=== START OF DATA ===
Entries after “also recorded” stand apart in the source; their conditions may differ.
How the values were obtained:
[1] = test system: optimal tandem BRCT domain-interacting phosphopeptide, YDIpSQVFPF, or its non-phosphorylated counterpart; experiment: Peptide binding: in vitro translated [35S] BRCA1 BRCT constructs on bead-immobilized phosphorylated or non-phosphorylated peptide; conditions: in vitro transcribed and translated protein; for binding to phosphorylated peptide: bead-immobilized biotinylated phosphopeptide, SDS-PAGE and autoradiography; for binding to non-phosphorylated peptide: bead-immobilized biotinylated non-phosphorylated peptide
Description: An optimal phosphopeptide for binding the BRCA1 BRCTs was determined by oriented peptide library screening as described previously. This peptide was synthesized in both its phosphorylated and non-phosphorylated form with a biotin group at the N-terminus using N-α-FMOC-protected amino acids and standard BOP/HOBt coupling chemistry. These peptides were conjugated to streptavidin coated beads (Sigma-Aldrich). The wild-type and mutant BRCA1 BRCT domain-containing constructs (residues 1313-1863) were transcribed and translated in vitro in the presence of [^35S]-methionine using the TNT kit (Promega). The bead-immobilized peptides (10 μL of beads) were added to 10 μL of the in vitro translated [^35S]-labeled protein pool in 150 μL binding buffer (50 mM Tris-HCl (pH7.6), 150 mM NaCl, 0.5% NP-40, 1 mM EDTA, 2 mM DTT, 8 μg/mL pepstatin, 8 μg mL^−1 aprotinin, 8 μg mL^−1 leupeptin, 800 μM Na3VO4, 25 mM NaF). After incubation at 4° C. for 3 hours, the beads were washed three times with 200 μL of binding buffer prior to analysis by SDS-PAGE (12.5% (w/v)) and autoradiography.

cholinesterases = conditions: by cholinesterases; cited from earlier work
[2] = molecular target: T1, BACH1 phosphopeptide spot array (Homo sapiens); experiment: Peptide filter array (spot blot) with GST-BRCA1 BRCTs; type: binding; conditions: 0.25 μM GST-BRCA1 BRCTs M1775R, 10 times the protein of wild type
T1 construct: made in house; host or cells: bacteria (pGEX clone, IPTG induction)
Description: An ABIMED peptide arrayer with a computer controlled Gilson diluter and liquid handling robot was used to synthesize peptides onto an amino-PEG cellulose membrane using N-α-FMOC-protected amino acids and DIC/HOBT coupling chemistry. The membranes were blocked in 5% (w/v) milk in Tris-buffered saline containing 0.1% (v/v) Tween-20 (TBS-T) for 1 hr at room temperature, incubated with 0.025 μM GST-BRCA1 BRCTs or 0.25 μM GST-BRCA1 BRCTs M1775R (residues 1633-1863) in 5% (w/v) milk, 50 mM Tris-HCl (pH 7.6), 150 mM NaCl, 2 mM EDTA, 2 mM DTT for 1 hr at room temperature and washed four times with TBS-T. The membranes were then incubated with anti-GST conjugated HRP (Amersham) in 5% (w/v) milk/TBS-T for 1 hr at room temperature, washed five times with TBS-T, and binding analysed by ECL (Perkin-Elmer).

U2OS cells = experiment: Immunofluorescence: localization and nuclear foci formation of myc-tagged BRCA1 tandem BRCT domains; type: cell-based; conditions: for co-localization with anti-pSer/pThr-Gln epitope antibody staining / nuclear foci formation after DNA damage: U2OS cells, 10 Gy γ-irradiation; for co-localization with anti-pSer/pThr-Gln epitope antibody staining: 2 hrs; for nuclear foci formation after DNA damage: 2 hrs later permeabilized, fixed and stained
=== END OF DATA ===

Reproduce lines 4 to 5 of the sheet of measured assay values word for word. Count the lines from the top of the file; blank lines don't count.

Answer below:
Description: An optimal phosphopeptide for binding the BRCA1 BRCTs was determined by oriented peptide library screening as described previously. This peptide was synthesized in both its phosphorylated and non-phosphorylated form with a biotin group at the N-terminus using N-α-FMOC-protected amino acids and standard BOP/HOBt coupling chemistry. These peptides were conjugated to streptavidin coated beads (Sigma-Aldrich). The wild-type and mutant BRCA1 BRCT domain-containing constructs (residues 1313-1863) were transcribed and translated in vitro in the presence of [^35S]-methionine using the TNT kit (Promega). The bead-immobilized peptides (10 μL of beads) were added to 10 μL of the in vitro translated [^35S]-labeled protein pool in 150 μL binding buffer (50 mM Tris-HCl (pH7.6), 150 mM NaCl, 0.5% NP-40, 1 mM EDTA, 2 mM DTT, 8 μg/mL pepstatin, 8 μg mL^−1 aprotinin, 8 μg mL^−1 leupeptin, 800 μM Na3VO4, 25 mM NaF). After incubation at 4° C. for 3 hours, the beads were washed three times with 200 μL of binding buffer prior to analysis by SDS-PAGE (12.5% (w/v)) and autoradiography.

cholinesterases = conditions: by cholinesterases; cited from earlier work